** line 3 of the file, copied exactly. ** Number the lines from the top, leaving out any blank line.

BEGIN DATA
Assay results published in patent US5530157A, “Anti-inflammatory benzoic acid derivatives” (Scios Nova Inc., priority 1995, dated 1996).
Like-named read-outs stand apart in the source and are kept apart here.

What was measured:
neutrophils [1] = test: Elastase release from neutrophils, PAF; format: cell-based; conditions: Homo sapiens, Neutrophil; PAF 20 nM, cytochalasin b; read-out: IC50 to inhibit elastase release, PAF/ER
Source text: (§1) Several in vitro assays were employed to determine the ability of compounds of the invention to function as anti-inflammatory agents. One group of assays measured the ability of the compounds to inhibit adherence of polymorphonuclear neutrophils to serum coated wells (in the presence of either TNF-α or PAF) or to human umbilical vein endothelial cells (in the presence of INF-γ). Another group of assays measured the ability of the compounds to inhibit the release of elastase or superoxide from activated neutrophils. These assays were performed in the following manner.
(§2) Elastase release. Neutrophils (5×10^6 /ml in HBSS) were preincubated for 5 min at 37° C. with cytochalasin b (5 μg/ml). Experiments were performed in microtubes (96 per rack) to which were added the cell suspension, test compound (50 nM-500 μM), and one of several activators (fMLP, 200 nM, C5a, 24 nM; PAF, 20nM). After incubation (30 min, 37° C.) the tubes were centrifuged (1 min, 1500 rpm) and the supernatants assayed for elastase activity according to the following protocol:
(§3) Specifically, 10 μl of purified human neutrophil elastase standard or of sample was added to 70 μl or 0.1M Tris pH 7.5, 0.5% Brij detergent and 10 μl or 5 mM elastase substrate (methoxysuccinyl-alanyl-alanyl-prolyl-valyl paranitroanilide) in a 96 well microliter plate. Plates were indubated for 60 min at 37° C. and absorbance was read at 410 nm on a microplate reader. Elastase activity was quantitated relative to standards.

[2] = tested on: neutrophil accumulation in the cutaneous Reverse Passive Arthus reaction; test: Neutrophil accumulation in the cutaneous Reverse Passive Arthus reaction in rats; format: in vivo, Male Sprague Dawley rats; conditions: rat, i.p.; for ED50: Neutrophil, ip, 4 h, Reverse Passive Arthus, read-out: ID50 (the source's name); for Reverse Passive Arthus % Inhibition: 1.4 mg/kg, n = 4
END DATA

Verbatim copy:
What was measured: